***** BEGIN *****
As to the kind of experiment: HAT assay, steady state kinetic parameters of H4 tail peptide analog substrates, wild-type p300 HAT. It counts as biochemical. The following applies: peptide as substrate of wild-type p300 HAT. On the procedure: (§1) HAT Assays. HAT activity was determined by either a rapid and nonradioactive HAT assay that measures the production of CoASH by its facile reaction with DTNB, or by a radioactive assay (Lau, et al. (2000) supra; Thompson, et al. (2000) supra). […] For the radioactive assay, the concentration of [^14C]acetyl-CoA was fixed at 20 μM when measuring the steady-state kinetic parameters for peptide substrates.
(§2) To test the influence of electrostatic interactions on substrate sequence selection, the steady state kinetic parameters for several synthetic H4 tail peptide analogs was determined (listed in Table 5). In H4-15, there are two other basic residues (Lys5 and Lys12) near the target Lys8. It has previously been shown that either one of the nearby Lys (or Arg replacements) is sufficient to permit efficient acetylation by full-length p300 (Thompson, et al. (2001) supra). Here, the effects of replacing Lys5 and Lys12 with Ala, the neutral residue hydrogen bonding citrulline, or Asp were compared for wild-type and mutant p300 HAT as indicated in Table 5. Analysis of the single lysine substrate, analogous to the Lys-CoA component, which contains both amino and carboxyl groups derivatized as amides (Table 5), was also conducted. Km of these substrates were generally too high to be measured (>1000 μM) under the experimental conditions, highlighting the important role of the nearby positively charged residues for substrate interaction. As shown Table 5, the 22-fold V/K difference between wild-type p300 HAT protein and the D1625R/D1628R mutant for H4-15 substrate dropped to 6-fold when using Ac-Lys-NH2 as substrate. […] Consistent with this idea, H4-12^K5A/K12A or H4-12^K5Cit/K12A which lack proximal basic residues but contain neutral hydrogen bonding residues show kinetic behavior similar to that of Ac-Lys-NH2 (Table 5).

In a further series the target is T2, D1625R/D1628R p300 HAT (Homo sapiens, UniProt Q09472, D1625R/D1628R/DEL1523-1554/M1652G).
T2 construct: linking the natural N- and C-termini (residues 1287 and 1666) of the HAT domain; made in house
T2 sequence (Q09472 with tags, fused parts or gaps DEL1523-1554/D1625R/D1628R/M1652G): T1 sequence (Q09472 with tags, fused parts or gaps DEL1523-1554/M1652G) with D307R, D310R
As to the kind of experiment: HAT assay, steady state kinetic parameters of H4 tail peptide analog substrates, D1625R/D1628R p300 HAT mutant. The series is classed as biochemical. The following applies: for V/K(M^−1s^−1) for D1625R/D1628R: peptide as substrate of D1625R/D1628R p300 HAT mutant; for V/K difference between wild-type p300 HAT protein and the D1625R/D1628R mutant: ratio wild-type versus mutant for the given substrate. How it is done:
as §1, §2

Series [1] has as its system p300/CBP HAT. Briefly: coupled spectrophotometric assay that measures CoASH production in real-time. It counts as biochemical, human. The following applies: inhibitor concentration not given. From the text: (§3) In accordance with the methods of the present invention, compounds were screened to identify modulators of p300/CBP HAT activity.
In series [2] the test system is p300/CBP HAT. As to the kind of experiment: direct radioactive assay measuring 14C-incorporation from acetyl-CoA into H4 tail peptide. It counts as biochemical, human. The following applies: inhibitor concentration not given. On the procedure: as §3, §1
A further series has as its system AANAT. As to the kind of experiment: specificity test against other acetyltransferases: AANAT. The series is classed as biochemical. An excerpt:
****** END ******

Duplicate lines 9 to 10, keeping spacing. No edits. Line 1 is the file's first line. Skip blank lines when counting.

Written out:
In series [2] the test system is p300/CBP HAT. As to the kind of experiment: direct radioactive assay measuring 14C-incorporation from acetyl-CoA into H4 tail peptide. It counts as biochemical, human. The following applies: inhibitor concentration not given. On the procedure: as §3, §1
A further series has as its system AANAT. As to the kind of experiment: specificity test against other acetyltransferases: AANAT. The series is classed as biochemical. An excerpt: